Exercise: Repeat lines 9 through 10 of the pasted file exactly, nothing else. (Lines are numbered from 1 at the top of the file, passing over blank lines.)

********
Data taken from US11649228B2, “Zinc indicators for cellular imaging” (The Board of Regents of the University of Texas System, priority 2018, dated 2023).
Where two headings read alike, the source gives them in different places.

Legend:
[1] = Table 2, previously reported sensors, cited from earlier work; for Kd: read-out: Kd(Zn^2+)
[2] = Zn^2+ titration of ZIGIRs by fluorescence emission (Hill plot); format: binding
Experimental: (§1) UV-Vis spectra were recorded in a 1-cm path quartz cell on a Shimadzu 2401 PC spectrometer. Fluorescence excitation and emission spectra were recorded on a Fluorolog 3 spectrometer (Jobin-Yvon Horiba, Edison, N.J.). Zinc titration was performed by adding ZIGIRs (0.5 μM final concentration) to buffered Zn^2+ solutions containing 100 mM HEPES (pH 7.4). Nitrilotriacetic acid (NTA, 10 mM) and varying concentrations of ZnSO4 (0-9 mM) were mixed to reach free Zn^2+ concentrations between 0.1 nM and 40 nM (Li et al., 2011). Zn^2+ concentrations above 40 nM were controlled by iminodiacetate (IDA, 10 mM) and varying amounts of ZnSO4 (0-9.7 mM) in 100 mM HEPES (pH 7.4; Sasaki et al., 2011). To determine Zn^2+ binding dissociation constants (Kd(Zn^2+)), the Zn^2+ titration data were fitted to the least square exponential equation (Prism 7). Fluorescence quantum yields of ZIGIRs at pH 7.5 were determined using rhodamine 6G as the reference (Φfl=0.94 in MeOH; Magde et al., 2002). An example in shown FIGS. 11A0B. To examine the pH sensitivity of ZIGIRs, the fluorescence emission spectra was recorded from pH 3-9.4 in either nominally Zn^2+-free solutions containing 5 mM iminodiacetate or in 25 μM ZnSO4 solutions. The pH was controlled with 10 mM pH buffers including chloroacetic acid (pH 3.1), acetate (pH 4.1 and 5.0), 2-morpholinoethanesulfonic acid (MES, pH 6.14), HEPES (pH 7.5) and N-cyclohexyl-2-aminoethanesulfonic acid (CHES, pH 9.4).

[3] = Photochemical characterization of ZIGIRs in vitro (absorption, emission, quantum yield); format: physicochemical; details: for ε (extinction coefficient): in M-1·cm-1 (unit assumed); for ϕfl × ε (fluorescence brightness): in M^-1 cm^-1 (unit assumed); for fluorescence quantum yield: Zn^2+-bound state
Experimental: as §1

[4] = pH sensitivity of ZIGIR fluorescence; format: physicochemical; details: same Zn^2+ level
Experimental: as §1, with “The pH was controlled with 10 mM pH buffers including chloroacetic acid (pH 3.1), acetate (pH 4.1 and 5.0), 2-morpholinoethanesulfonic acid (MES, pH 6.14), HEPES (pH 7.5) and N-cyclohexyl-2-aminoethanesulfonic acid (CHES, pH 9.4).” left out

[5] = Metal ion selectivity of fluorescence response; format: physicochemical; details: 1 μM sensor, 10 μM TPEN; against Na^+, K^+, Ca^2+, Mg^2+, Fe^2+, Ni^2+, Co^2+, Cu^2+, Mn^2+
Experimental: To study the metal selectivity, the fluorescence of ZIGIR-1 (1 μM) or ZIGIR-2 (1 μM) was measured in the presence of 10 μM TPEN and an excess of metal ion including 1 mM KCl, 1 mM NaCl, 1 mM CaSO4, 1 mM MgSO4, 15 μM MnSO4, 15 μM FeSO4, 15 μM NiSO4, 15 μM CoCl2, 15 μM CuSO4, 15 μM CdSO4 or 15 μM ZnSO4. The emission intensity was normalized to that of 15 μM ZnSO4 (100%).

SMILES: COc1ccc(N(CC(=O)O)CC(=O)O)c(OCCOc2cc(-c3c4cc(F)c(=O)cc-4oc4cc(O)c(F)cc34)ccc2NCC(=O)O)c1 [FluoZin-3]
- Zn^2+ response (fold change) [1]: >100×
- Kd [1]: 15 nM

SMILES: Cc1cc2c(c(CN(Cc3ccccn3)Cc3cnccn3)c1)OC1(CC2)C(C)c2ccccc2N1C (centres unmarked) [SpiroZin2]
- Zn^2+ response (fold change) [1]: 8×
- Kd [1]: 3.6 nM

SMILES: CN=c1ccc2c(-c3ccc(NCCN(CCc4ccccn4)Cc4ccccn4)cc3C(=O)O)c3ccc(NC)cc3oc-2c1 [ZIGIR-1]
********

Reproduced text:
[4] = pH sensitivity of ZIGIR fluorescence; format: physicochemical; details: same Zn^2+ level
Experimental: as §1, with “The pH was controlled with 10 mM pH buffers including chloroacetic acid (pH 3.1), acetate (pH 4.1 and 5.0), 2-morpholinoethanesulfonic acid (MES, pH 6.14), HEPES (pH 7.5) and N-cyclohexyl-2-aminoethanesulfonic acid (CHES, pH 9.4).” left out